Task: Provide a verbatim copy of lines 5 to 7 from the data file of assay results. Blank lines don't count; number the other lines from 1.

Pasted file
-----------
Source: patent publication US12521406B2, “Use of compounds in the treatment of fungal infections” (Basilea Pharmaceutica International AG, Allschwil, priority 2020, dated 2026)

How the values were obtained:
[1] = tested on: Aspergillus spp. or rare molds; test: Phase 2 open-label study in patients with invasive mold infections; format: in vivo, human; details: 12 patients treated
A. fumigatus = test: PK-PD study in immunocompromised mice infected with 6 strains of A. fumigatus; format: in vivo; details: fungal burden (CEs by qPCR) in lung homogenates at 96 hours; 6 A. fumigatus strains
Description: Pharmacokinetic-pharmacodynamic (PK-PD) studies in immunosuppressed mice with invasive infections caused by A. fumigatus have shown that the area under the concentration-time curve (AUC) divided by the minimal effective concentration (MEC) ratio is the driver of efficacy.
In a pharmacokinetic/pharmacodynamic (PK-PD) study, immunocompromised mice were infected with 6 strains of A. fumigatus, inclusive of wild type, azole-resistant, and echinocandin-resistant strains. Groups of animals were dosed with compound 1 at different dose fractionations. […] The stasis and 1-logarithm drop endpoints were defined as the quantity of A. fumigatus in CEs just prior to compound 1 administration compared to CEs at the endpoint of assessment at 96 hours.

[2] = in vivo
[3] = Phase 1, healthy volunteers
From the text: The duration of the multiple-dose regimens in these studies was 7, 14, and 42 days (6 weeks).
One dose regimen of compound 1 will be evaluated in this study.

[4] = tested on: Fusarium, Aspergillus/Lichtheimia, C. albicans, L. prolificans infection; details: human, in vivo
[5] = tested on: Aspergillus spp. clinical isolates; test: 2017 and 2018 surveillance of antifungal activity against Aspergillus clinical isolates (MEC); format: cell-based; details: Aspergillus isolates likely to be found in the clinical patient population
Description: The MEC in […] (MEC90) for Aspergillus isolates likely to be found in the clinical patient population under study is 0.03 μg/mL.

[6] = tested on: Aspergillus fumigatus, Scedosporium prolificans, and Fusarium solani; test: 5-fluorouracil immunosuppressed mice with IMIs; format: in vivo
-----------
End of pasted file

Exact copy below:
Description: Pharmacokinetic-pharmacodynamic (PK-PD) studies in immunosuppressed mice with invasive infections caused by A. fumigatus have shown that the area under the concentration-time curve (AUC) divided by the minimal effective concentration (MEC) ratio is the driver of efficacy.
In a pharmacokinetic/pharmacodynamic (PK-PD) study, immunocompromised mice were infected with 6 strains of A. fumigatus, inclusive of wild type, azole-resistant, and echinocandin-resistant strains. Groups of animals were dosed with compound 1 at different dose fractionations. […] The stasis and 1-logarithm drop endpoints were defined as the quantity of A. fumigatus in CEs just prior to compound 1 administration compared to CEs at the endpoint of assessment at 96 hours.

[2] = in vivo